This establishes that organization is not the only factor for boosting your productivity. It also raises the pertinent question: how does clutter affect your creativity?
Clutter and Creativity
The 2013 study by Kathleen Vohs also found that orderly environments lead people toward tradition, making them more inclined to “play it safe” and conform to expectations. On the other hand, disorderly environments encourage people to do away with convention and think out of the box for innovative solutions to day-to-day problems.
In fact, some of the most creative minds the world has known have famously had disorganized workspaces. As this article in Inc Magazine points out, Mark Twain, Thomas Edison, Albert Einstein, and Steve Jobs had messy desks, just like most other geniuses.
“If a cluttered desk is a sign of a cluttered mind, of what, then, is an empty desk a sign?”
— Albert Einstein
Clutter and Mental Health
A 2019 study published in Building and Environment studied people’s psychological reactions to the physical work environment. The researchers found that cluttered spaces can have negative effects on stress and anxiety levels, eating choices, and sleeping patterns. However, it’s not possible to generalize the outcomes of such studies as they focus exclusively on the objective qualities of the workspace like lighting, acoustics, etc., which can’t be standardized.
A study published in the Journal of Consumer Psychology found that objects we own can be closely linked to self-worth. Once a person owns something long enough, they stop viewing them as a possession and start thinking of them as a part of their identity. Marie Kondo might make a convincing argument that if something doesn’t “spark joy in your soul”, you’ve to get rid of it. But this research shows that getting rid of possessions perceived as “important” can lead to feelings of grief.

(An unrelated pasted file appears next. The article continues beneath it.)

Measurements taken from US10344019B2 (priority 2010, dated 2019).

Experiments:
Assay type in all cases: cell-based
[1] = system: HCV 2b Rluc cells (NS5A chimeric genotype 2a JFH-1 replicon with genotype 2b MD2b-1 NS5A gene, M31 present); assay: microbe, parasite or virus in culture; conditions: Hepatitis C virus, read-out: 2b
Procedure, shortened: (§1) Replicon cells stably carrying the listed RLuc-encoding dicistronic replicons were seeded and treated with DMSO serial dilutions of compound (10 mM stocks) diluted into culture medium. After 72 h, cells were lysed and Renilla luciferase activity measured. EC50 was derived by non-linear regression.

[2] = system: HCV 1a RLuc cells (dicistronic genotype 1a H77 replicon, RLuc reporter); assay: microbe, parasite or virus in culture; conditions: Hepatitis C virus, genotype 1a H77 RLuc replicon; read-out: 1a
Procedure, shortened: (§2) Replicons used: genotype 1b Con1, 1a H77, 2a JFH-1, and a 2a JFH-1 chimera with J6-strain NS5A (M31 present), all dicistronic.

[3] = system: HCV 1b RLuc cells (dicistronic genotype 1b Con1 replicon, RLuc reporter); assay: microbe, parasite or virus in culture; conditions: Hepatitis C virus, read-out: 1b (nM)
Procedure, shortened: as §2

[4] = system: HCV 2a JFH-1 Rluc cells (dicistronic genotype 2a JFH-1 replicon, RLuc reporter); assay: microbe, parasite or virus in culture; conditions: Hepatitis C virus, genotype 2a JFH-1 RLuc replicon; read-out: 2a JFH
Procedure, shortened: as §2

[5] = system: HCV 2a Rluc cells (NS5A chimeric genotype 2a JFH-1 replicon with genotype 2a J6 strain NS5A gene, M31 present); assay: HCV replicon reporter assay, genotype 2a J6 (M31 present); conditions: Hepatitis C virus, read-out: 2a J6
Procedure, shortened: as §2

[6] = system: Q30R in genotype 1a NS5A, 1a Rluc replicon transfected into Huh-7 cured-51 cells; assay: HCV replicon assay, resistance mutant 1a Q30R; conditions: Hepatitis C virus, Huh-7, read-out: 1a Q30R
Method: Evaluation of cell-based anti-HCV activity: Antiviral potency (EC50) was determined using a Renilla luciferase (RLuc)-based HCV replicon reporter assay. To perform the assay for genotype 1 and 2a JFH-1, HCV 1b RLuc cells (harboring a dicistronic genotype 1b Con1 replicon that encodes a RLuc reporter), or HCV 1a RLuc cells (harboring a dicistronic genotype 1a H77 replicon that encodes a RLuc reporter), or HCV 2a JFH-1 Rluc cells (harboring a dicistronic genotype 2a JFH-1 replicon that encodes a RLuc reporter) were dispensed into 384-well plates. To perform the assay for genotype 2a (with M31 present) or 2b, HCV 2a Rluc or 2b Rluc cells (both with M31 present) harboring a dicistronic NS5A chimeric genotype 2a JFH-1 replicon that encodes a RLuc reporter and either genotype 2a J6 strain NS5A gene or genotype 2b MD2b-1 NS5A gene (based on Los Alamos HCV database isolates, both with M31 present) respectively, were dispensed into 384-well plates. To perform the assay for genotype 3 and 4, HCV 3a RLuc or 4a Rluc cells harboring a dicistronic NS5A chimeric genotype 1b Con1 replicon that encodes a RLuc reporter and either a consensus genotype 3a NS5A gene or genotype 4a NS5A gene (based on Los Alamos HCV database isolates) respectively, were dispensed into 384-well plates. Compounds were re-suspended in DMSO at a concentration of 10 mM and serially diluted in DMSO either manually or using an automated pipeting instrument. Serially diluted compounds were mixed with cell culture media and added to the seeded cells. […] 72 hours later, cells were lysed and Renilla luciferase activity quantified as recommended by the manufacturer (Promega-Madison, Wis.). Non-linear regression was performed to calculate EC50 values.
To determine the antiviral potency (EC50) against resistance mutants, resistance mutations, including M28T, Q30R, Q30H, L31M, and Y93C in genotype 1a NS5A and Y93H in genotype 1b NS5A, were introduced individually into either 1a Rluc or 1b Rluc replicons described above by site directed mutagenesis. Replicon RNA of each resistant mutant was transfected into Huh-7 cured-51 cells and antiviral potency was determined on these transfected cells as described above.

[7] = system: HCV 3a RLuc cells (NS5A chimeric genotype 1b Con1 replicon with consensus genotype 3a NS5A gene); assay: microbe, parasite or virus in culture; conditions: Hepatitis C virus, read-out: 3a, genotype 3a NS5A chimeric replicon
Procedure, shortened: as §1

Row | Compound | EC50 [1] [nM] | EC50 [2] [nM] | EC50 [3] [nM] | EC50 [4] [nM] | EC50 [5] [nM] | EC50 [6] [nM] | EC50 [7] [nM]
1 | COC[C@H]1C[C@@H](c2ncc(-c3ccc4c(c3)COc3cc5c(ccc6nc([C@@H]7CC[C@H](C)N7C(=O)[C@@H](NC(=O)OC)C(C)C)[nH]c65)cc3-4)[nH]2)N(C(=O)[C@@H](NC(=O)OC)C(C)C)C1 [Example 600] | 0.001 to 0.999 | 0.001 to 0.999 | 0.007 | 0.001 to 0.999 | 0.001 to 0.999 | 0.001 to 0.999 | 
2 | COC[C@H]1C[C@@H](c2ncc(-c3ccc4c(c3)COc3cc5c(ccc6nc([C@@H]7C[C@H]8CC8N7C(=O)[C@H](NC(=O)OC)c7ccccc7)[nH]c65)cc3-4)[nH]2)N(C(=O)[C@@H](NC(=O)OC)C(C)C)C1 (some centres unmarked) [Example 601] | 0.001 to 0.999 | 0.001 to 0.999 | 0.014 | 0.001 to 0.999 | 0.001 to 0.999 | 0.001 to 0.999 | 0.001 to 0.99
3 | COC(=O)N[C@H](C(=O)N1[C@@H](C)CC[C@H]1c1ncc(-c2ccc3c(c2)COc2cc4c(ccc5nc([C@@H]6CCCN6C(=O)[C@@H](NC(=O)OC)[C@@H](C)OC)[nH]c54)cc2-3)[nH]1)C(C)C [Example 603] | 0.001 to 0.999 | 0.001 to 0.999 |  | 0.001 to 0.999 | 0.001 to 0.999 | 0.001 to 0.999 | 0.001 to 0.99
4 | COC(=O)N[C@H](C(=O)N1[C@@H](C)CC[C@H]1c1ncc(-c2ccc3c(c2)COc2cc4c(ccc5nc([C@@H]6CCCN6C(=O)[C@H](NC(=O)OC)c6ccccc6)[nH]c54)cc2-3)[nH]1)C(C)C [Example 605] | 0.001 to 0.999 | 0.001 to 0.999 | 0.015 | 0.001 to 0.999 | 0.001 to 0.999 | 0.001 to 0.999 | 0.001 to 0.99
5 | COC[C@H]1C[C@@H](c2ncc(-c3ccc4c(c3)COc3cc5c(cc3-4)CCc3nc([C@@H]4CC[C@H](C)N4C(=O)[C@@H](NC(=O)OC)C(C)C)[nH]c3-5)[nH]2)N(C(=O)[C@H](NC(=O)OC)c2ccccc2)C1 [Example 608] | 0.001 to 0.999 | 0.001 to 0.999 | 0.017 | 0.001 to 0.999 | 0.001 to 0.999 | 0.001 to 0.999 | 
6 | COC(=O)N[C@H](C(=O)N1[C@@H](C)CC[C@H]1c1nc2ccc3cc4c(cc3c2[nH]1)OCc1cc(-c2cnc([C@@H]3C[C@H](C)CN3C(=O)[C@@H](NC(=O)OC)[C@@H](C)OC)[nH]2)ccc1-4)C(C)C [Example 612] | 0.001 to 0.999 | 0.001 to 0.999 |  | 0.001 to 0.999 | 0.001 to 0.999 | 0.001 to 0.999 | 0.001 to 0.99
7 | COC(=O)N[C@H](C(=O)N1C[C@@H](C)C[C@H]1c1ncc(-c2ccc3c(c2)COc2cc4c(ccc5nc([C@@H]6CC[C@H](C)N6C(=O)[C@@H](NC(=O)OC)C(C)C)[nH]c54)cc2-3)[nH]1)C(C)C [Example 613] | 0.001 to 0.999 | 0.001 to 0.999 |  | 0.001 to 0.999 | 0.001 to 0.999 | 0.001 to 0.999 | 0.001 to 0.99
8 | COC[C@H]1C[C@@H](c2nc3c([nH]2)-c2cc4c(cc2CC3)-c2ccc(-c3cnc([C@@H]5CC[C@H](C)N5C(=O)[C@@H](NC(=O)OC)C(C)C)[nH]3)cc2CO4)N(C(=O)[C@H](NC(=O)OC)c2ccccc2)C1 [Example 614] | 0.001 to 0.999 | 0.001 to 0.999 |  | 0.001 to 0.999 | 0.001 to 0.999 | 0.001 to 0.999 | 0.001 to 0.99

In addition, as Sam Gosling, a Professor of Psychology at The University of Texas, elaborates in the book, Snoop: What Your Stuff Says About You, there are three ways in which a person deliberately or unconsciously leaves clues about themselves in their rooms:
- Identity claims or the deliberate statements about culture, religion, or political views that express who you are as a person.
- Items that make you feel certain ways about certain things, like keepsakes, photographs, mementos, etc.
- Behavioral residue, or the items from your daily habits that make space for themselves in your room. For example, I journal a lot, so I have old pens and used journals all around my home office.
These are the ways you assert your identity and beliefs. If they make you feel good, there’s no need to classify them as “clutter.” If you find comfort in knowing that you’re surrounded with things you might need someday, there’s no reason to throw them away just because popular culture led you to believe that’s the only way to function.
One of my friends once told me that no matter what you search for on the internet, you’d always find evidence to both support and argue against it. The case of decluttering is no different.
Several of my friends prefer clean workspaces and rooms. Without the organization, they cannot function. On the other hand, I’ve never faced any productivity, anxiety, or stress issues directly linked with the clutter around me. Sure, I have bad days, but once things get easier, I can work just as well with the clutter as I could before.
Of course, to be completely honest, I would prefer to have a clean room once in a while, but it’s not a priority. I’d rather spend the time working on a new idea or reading a book than tidying up my room. No matter what the self-help industry or the research tells me, I know this is my comfort zone and I’d like to keep it that way.
If you’re someone who thrives in clean spaces, that’s perfect. But that doesn’t mean being organized is the only way to perform well at work and stay positive. As research has established, it is indeed possible to be productive, creative, and perfectly happy while living amid disorganization.
There isn’t just one way of being your best version. If you’ve always functioned well in clutter, know that there’s no reason to feel guilty or pressure yourself into doing something (i.e. cleaning) you don’t want to. If you’re a high-functioning clutterer like me, this inability to organize might as well be your secret advantage.